American Association for Cancer Research
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FIGURE 1 from Immune Cell Abundance and T-cell Receptor Landscapes Suggest New Patient Stratification Strategies in Head and Neck Squamous Cell Carcinoma

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posted on 2023-10-20, 14:20 authored by Maria Secrier, Lara McGrath, Felicia Ng, Sakshi Gulati, Amelia Raymond, Barrett R. B. Nuttall, Julie Berthe, Emma V. Jones, Ben S. Sidders, Jérôme Galon, J. Carl Barrett, Helen K. Angell

Emerging TME phenotypes and their characteristics in the HNSCC cohort. A, The heat map displays the immune cell enrichment/depletion in bulk tumor samples from the cohort, as inferred from the expression of cell type–specific markers using ConsensusTME and ssGSEA (single-sample gene set enrichment analysis). Every column corresponds to a sample and every row depicts an immune subpopulation. Samples are clustered on the basis of the predicted enrichment/depletion of immune cell populations. Relevant clinical features, Immunoscore (CD3 and CD8 quantification), PD-L1 staining by IHC (TC – tumor cell and IC – immune cell positivity) and TCR repertoire characteristics (productive clonality, observed richness) are annotated. Five subgroups with distinct immunity emerge: highly cytotoxic and exhausted, PC rich, DC rich, macrophage rich, and immune-excluded. Key clinical characteristics are also annotated. B, Markers of immune exhaustion and TCR repertoire differ significantly among the immune subgroups defined in A. Higher TCR clonality and exhaustion is generally observed in the highly cytotoxic group (exhausted, PC high). The y axis depicts PD-L1 staining measurements by IHC; TBET, EOMES, and TCF7 expression from NanoString; and computed TCR productive clonality and observed richness, respectively. Kruskal–Wallis test P values comparing the five groups are displayed underneath the plots. ****, P < 0.0001; ***, P < 0.001; **, P < 0.01; *, P < 0.05; ns, nonsignificant (P > 0.05). C, Enriched characteristics in the five immunity subgroups. Red circles denote significant enrichments from a Fisher exact test. Dotted circles represent infinite ORs.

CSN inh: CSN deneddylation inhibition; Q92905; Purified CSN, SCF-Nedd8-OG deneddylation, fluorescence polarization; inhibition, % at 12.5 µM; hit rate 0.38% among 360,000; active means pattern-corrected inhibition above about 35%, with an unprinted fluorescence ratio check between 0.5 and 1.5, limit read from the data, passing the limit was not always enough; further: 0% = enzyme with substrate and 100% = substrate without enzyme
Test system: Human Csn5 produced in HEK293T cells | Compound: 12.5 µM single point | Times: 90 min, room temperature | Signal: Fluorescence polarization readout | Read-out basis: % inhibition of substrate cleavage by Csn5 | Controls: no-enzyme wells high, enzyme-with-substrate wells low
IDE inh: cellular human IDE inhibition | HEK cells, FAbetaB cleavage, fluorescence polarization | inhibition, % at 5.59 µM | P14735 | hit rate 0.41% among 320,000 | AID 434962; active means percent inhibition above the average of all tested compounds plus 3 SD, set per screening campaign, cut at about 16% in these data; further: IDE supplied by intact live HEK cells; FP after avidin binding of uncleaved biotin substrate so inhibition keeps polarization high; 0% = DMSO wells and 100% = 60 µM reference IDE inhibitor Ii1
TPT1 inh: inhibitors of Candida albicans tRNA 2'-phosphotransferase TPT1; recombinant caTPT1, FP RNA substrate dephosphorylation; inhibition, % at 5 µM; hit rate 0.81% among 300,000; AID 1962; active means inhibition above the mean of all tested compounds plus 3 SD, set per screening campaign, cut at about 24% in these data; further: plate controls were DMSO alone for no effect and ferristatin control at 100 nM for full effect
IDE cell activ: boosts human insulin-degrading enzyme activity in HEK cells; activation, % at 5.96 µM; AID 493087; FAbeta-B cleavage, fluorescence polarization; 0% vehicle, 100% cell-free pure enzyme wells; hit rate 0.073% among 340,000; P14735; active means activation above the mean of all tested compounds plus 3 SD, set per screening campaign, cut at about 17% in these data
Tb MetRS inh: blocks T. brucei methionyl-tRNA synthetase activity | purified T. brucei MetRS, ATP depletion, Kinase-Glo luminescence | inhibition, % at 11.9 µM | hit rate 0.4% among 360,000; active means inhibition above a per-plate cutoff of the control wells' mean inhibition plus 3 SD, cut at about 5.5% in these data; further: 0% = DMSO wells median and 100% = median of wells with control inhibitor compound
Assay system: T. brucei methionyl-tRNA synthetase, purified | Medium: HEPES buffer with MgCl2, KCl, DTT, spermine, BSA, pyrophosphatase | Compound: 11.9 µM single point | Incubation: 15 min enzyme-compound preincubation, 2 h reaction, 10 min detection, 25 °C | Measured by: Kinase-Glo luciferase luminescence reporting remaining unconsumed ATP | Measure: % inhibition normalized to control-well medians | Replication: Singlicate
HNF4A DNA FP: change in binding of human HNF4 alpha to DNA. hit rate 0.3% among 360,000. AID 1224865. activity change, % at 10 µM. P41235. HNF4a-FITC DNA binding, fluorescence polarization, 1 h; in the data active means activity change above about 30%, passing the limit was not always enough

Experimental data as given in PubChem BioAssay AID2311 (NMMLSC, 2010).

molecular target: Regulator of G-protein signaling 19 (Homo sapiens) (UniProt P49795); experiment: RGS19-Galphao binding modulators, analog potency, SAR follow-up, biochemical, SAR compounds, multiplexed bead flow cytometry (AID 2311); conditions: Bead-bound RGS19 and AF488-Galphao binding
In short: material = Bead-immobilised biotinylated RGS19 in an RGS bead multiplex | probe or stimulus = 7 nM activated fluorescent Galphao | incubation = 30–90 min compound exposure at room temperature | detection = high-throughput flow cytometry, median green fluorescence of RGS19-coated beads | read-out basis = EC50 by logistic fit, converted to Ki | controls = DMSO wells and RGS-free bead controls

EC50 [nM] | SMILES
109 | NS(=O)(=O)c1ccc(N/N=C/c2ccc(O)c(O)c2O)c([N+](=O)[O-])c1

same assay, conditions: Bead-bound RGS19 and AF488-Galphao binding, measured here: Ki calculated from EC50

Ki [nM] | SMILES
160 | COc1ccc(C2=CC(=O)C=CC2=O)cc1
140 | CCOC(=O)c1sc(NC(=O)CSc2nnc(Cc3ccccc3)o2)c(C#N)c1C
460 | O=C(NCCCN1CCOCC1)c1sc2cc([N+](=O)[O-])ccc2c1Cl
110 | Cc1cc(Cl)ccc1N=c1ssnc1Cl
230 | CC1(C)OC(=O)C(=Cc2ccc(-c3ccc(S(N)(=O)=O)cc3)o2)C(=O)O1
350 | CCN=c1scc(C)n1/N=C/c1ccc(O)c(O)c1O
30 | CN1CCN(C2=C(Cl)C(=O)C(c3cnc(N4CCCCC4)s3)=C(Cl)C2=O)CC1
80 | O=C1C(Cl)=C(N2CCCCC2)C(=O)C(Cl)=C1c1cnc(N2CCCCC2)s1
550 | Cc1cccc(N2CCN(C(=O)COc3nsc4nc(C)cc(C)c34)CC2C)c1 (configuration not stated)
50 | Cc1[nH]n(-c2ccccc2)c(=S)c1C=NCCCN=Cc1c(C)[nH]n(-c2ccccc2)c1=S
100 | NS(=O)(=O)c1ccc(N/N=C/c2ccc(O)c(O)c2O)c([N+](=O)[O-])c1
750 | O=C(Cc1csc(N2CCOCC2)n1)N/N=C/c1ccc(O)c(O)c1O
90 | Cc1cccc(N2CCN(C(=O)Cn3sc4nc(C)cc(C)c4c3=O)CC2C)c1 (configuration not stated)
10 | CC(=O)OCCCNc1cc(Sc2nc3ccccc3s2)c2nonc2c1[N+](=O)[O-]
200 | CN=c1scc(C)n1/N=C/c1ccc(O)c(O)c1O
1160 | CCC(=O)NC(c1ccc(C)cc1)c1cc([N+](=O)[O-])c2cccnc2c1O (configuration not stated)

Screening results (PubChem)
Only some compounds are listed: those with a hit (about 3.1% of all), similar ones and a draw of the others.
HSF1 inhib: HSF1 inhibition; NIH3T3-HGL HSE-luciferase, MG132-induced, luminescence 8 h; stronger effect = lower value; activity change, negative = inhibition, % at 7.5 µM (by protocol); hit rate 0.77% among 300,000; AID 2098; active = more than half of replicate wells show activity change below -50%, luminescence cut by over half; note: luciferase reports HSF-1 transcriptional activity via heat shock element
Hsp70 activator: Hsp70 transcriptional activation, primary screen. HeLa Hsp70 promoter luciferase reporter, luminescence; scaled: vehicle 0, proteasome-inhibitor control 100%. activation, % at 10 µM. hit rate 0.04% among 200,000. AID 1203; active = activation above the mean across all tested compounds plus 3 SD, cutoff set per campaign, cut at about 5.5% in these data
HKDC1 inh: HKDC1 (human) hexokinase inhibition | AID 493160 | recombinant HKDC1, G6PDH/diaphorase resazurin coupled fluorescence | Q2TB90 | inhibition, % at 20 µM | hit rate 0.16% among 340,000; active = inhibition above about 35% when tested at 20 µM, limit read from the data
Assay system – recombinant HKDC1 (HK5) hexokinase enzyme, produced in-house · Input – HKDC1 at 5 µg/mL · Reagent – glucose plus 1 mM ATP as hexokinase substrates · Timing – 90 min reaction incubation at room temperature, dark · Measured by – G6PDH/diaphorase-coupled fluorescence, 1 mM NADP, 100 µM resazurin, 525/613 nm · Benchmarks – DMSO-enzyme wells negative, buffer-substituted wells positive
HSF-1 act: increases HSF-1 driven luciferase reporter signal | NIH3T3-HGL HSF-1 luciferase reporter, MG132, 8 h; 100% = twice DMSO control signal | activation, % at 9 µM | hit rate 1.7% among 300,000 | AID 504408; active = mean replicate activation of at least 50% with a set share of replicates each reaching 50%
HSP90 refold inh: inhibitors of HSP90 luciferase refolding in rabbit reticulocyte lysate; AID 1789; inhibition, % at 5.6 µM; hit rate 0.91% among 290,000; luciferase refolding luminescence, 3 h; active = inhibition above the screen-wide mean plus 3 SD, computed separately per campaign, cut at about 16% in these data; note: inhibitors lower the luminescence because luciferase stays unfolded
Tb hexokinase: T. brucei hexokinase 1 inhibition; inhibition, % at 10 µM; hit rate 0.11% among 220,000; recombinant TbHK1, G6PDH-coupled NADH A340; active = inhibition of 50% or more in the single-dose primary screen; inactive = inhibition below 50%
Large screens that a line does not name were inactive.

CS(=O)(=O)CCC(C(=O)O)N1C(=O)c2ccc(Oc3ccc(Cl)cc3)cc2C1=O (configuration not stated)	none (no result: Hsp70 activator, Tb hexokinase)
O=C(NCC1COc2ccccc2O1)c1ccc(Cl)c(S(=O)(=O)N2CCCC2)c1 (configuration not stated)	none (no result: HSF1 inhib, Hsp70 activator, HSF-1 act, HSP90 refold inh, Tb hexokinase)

Head and neck squamous cell carcinoma (HNSCC) is a molecularly and spatially heterogeneous disease frequently characterized by impairment of immunosurveillance mechanisms. Despite recent success with immunotherapy treatment, disease progression still occurs quickly after treatment in the majority of cases, suggesting the need to improve patient selection strategies. In the quest for biomarkers that may help inform response to checkpoint blockade, we characterized the tumor microenvironment (TME) of 162 HNSCC primary tumors of diverse etiologic and spatial origin, through gene expression and IHC profiling of relevant immune proteins, T-cell receptor (TCR) repertoire analysis, and whole-exome sequencing. We identified five HNSCC TME categories based on immune/stromal composition: (i) cytotoxic, (ii) plasma cell rich, (iii) dendritic cell rich, (iv) macrophage rich, and (v) immune-excluded. Remarkably, the cytotoxic and plasma cell rich subgroups exhibited a phenotype similar to tertiary lymphoid structures (TLS), which have been previously linked to immunotherapy response. We also found an increased richness of the TCR repertoire in these two subgroups and in never smokers. Mutational patterns evidencing APOBEC activity were enriched in the plasma cell high subgroup. Furthermore, specific signal propagation patterns within the Ras/ERK and PI3K/AKT pathways associated with distinct immune phenotypes. While traditionally CD8/CD3 T-cell infiltration and immune checkpoint expression (e.g., PD-L1) have been used in the patient selection process for checkpoint blockade treatment, we suggest that additional biomarkers, such as TCR productive clonality, smoking history, and TLS index, may have the ability to pull out potential responders to benefit from immunotherapeutic agents. Here we present our findings on the genomic and immune landscape of primary disease in a cohort of 162 patients with HNSCC, benefitting from detailed molecular and clinical characterization. By employing whole-exome sequencing and gene expression analysis of relevant immune markers, TCR profiling, and staining of relevant proteins involved in immune response, we highlight how distinct etiologies, cell intrinsic, and environmental factors combine to shape the landscape of HNSCC primary disease.